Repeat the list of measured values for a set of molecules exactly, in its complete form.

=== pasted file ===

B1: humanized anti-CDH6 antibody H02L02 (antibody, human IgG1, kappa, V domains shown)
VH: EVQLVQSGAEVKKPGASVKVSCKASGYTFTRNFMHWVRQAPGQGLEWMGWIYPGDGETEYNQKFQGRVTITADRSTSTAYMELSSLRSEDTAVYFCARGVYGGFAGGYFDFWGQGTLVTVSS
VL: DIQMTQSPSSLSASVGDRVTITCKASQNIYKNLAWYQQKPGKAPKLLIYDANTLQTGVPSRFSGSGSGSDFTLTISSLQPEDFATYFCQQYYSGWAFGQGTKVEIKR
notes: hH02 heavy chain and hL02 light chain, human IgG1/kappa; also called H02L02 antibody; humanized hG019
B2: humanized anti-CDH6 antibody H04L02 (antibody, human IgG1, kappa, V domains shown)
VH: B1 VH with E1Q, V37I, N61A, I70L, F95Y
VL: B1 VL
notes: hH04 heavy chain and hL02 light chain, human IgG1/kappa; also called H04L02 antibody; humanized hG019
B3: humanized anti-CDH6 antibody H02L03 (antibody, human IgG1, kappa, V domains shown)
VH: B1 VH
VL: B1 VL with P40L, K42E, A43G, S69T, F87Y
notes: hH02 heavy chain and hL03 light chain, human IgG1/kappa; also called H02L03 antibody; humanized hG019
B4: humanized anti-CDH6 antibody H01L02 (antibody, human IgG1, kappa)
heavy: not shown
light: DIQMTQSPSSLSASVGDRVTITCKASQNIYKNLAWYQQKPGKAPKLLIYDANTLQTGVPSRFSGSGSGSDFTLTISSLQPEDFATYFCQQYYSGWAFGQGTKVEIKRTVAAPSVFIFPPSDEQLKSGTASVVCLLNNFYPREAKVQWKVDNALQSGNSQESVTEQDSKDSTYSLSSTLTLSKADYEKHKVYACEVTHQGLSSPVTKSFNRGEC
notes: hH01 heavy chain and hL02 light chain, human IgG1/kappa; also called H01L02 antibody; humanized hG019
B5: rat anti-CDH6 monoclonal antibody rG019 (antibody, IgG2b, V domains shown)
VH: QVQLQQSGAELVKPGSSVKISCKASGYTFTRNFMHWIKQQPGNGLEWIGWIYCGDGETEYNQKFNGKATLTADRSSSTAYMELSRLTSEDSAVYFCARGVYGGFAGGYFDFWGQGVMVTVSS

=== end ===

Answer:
B1: humanized anti-CDH6 antibody H02L02 (antibody, human IgG1, kappa, V domains shown)
VH: EVQLVQSGAEVKKPGASVKVSCKASGYTFTRNFMHWVRQAPGQGLEWMGWIYPGDGETEYNQKFQGRVTITADRSTSTAYMELSSLRSEDTAVYFCARGVYGGFAGGYFDFWGQGTLVTVSS
VL: DIQMTQSPSSLSASVGDRVTITCKASQNIYKNLAWYQQKPGKAPKLLIYDANTLQTGVPSRFSGSGSGSDFTLTISSLQPEDFATYFCQQYYSGWAFGQGTKVEIKR
notes: hH02 heavy chain and hL02 light chain, human IgG1/kappa; also called H02L02 antibody; humanized hG019
B2: humanized anti-CDH6 antibody H04L02 (antibody, human IgG1, kappa, V domains shown)
VH: B1 VH with E1Q, V37I, N61A, I70L, F95Y
VL: B1 VL
notes: hH04 heavy chain and hL02 light chain, human IgG1/kappa; also called H04L02 antibody; humanized hG019
B3: humanized anti-CDH6 antibody H02L03 (antibody, human IgG1, kappa, V domains shown)
VH: B1 VH
VL: B1 VL with P40L, K42E, A43G, S69T, F87Y
notes: hH02 heavy chain and hL03 light chain, human IgG1/kappa; also called H02L03 antibody; humanized hG019
B4: humanized anti-CDH6 antibody H01L02 (antibody, human IgG1, kappa)
heavy: not shown
light: DIQMTQSPSSLSASVGDRVTITCKASQNIYKNLAWYQQKPGKAPKLLIYDANTLQTGVPSRFSGSGSGSDFTLTISSLQPEDFATYFCQQYYSGWAFGQGTKVEIKRTVAAPSVFIFPPSDEQLKSGTASVVCLLNNFYPREAKVQWKVDNALQSGNSQESVTEQDSKDSTYSLSSTLTLSKADYEKHKVYACEVTHQGLSSPVTKSFNRGEC
notes: hH01 heavy chain and hL02 light chain, human IgG1/kappa; also called H01L02 antibody; humanized hG019
B5: rat anti-CDH6 monoclonal antibody rG019 (antibody, IgG2b, V domains shown)
VH: QVQLQQSGAELVKPGSSVKISCKASGYTFTRNFMHWIKQQPGNGLEWIGWIYCGDGETEYNQKFNGKATLTADRSSSTAYMELSRLTSEDSAVYFCARGVYGGFAGGYFDFWGQGVMVTVSS